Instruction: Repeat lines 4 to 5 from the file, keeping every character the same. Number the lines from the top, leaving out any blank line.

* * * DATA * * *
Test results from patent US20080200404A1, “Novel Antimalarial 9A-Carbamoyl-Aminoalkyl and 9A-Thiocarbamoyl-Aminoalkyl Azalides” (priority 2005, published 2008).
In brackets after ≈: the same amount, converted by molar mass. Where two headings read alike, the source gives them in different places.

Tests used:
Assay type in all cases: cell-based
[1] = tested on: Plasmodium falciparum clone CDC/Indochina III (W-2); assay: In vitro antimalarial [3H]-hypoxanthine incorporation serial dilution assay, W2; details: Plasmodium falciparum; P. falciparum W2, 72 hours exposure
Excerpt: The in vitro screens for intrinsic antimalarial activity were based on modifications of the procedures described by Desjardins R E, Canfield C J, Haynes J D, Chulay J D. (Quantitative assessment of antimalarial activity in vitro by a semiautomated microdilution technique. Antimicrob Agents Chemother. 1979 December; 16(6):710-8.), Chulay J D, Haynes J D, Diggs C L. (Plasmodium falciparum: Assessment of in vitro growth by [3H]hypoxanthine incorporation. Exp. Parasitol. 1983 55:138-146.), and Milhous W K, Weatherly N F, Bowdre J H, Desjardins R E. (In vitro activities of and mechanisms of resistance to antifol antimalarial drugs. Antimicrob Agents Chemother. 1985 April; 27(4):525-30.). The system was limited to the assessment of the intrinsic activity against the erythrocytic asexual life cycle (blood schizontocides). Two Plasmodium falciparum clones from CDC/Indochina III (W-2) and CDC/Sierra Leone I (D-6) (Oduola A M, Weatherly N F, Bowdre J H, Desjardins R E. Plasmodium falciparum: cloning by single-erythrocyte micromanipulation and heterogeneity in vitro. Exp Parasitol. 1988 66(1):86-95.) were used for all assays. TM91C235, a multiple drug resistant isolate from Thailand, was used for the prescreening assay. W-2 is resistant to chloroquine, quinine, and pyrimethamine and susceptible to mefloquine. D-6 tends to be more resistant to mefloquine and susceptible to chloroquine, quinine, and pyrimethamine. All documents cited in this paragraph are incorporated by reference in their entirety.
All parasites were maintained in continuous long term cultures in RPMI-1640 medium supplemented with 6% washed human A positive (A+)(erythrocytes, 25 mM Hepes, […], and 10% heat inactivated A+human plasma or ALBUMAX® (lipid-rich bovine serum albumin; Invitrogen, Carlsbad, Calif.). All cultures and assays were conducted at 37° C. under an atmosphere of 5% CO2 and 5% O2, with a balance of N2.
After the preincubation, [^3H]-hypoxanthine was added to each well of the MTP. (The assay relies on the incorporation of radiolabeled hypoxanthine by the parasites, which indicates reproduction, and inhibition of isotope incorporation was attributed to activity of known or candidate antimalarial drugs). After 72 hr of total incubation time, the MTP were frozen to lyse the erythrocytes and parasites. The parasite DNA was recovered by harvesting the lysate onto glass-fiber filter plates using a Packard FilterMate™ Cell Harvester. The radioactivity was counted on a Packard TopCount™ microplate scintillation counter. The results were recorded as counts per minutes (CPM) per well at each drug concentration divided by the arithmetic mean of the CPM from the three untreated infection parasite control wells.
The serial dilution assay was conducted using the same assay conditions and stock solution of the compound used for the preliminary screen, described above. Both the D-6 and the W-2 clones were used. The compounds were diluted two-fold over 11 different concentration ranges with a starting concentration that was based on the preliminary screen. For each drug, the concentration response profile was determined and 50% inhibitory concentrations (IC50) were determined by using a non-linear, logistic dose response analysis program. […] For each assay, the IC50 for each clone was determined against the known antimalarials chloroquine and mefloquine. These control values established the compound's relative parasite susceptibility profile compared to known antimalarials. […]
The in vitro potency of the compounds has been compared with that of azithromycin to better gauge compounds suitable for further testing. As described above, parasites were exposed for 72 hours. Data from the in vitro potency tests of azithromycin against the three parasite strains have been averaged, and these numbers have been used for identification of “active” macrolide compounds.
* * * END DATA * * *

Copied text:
Assay type in all cases: cell-based
[1] = tested on: Plasmodium falciparum clone CDC/Indochina III (W-2); assay: In vitro antimalarial [3H]-hypoxanthine incorporation serial dilution assay, W2; details: Plasmodium falciparum; P. falciparum W2, 72 hours exposure